Six Reasons Your Last Postcard Mailing Didn't Work
So you're a small business and you read into the hype that postcards remain some of the most cost-effective and successful marketing tools available to small businesses today. You designed some postcards and send them out, then waited for the phone to ring. And you waited. And the phone never rang. You're feeling disappointed and down, like everyone else – the designer, the printer – got paid but you. “What return on investment,” you ask. This is understandable. But before you write postcard marketing off for good, let's examine the six likely reasons why your postcard mailing didn't work.
1. You didn't identify goals
Did you set out with a specific goal in mind before you sent out your postcards? If not, then how can you measure success or failure? If your goal was to increase awareness for your company, you might have well succeeded. If your goal was to land 50 sales, then, of course, you failed. It's important to define your goal before you set out to create your postcard marketing campaign. That way your postcard can be created with that singular end goal in mind.
2. You didn't send your postcards to a targeted mailing list
If you don't know your customers' issues and problems, and you don't know how to solve them, or you don't know their key buying triggers, then it's very difficult to earn a solid return on investment. If you do know your customers well, then you should have a very specific demographic for your best customer. Your mailing list should be comprised of people or companies that fit that demographic. It's said that 40 percent of your success depends on the quality of your mailing list; thus, if you have a poor mailing list, you will have a poor return on investment.
3. You didn't include a great offer
Your postcards, and all of your direct marketing materials, should include a special offer so customers have an incentive to act now. Your offer should be time-limited, valuable and made clear to customers right away. It should also leave room for profit for you, either now or over the life of the customer-business relationship. Consider your offer from your customers' perspective. A free consultation isn't going to get them to drop what they're doing and call you (they already expect that). Think of something good and relevant you can offer, such as a discount, add-on or freebie, to make them want to take advantage of it immediately. Incidentally, the perceived value of your offer accounts for another 40 percent of your success. The remaining 20 percent? Everything else.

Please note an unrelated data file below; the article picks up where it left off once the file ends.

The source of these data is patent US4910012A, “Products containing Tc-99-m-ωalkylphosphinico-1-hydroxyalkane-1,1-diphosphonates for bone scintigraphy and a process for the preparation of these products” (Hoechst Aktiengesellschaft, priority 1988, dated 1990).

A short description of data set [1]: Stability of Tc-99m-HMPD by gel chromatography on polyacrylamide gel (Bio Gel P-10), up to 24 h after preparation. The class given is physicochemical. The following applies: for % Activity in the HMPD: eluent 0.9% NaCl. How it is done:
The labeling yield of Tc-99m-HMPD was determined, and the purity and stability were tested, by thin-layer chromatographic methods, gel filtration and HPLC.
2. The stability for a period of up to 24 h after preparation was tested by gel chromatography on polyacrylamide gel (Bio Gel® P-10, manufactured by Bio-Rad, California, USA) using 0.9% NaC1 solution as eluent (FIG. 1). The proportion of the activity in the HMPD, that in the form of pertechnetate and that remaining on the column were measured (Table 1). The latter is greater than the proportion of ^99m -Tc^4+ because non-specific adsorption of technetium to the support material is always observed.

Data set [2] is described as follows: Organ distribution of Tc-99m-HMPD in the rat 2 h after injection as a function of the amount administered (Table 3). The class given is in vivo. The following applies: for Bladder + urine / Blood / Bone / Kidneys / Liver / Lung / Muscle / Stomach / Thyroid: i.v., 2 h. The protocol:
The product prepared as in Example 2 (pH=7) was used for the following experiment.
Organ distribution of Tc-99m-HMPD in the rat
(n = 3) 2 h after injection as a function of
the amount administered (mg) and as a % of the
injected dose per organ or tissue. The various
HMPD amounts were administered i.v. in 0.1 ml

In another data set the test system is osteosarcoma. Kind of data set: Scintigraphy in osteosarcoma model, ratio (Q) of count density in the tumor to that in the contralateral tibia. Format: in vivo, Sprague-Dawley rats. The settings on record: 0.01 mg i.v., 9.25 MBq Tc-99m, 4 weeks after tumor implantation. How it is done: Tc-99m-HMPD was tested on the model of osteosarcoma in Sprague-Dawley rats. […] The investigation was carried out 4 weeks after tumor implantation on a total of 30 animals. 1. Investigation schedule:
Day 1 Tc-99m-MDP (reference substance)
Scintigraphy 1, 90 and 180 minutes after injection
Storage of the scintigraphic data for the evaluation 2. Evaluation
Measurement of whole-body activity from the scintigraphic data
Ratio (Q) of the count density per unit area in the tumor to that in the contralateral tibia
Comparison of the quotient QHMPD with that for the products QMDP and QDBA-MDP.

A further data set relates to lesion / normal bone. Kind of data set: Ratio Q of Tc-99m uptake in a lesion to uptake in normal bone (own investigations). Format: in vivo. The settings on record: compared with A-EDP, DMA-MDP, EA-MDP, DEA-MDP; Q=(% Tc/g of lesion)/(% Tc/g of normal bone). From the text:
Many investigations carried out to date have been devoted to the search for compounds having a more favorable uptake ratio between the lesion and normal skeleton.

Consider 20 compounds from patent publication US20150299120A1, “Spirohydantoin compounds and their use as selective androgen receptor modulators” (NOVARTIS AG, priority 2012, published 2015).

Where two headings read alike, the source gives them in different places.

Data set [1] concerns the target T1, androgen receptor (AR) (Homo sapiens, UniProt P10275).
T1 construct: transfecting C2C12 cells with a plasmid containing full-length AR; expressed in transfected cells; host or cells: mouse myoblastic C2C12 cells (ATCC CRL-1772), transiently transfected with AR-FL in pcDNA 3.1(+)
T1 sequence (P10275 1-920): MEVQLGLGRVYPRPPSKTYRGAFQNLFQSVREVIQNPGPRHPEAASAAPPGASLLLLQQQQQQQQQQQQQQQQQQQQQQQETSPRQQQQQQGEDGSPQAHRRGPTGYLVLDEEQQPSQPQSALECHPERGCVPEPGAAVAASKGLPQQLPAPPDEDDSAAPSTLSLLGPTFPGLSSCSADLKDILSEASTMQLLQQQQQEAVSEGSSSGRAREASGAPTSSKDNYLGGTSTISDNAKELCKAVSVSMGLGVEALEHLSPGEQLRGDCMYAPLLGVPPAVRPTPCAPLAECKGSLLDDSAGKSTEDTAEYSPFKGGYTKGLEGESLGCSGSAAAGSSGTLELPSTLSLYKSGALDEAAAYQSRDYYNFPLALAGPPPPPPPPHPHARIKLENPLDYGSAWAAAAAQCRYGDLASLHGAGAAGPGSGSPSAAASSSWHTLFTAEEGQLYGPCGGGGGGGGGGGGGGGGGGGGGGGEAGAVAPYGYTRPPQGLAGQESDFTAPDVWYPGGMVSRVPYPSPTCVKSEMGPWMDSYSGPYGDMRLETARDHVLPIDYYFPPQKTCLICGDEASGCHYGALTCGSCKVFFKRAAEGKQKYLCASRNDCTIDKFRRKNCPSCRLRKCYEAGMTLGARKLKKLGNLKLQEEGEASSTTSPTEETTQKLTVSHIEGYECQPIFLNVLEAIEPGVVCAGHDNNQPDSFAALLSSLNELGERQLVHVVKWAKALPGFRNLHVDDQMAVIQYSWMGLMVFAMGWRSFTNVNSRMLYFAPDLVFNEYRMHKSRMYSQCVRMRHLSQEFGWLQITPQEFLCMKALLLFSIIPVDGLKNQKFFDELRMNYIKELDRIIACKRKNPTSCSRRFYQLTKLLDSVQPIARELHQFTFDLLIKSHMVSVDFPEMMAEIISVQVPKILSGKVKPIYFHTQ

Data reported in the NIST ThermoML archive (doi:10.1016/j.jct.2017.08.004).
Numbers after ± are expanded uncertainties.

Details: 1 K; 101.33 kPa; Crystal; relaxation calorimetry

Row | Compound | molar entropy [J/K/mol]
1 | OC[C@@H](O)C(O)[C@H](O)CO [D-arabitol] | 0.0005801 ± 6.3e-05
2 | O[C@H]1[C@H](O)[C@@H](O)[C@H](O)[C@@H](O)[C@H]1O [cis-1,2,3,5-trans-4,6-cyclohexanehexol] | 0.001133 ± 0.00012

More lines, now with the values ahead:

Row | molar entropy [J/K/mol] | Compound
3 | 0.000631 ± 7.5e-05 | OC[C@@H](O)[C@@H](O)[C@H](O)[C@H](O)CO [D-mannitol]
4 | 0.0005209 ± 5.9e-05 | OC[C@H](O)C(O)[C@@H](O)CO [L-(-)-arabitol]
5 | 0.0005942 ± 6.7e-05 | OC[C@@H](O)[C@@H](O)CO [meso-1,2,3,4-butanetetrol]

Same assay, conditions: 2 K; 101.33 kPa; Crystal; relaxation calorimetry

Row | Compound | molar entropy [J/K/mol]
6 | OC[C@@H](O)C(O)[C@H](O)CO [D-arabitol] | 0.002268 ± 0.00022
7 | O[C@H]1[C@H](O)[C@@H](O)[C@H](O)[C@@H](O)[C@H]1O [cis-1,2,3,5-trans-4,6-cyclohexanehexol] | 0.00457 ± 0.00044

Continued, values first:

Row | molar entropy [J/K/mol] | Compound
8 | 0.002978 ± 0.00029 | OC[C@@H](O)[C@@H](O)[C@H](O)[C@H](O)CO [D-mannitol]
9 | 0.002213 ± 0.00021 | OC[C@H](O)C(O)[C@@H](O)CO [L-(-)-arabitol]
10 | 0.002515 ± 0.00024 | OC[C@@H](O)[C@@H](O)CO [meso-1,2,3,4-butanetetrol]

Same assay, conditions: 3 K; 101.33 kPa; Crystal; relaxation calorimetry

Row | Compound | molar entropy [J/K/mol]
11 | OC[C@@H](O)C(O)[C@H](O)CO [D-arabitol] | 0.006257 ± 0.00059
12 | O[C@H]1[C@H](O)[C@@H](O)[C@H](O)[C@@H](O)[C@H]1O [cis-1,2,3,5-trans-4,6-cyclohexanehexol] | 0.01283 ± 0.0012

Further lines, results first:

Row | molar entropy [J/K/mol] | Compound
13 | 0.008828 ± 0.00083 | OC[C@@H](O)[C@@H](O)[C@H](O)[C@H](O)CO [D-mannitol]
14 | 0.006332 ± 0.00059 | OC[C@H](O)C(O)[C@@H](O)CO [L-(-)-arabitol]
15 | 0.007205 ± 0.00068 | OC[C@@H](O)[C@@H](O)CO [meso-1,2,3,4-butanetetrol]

4. You didn't write compelling copy or design a powerful piece
Design should command attention at the mailbox, set the mood, and reinforce the copy to stir emotion and desire with images, graphics, layout and color. Your copy must include a powerful headline (which can be your offer), create desire, list benefits to the customer, deliver your offer and motivate with a clear call to action.
5. Your postcards were poorly printed
Trashy, flimsy and dirty postcards lend customers' similar feelings about your company. If you didn't opt for premium printing with a reputable postcard printer, you risk wasting your investment. The good news is that premium postcard printing, on thick 16-point gloss or 13 point eco-friendly recycled matte cover stocks, is surprisingly cheap.
6. It was the first postcard you sent
Repetition is key in all aspects of marketing, including postcard mailings. This doesn't mean you shouldn't expect results from a single mailing; but it does mean you should expect better results the more you mail. Hit the same list several times with different offers, copy and designs. Test, track, and tweak your campaigns so you can measure results, predict your return on investment, and make every postcard mailing better than the last.
If your last postcard mailing campaign failed, re-evaluate it to see if you made any of the aforementioned mistakes. Correct them, then try again. Chances are, you'll see vastly improved results and your opinion of postcard marketing will be forever changed.